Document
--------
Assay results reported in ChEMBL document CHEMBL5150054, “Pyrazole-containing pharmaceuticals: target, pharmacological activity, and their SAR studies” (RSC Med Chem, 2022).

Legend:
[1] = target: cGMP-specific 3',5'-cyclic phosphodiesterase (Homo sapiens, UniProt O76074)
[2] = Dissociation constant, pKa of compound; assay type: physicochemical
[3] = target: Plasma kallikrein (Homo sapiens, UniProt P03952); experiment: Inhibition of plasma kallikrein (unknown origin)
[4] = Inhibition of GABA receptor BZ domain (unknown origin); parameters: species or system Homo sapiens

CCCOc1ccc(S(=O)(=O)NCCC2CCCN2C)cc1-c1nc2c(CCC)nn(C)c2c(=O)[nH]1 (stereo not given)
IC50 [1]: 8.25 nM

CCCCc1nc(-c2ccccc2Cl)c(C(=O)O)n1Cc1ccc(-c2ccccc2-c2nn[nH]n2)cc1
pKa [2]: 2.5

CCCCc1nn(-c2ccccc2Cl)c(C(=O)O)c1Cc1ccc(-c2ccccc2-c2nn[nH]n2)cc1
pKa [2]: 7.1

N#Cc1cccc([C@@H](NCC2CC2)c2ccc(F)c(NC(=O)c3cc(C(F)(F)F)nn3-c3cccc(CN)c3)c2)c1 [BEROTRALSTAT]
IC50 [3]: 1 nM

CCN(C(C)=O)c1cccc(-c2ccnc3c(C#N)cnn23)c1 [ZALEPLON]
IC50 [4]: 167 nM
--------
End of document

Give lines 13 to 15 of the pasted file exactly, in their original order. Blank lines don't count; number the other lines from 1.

N#Cc1cccc([C@@H](NCC2CC2)c2ccc(F)c(NC(=O)c3cc(C(F)(F)F)nn3-c3cccc(CN)c3)c2)c1 [BEROTRALSTAT]
IC50 [3]: 1 nM

CCN(C(C)=O)c1cccc(-c2ccnc3c(C#N)cnn23)c1 [ZALEPLON]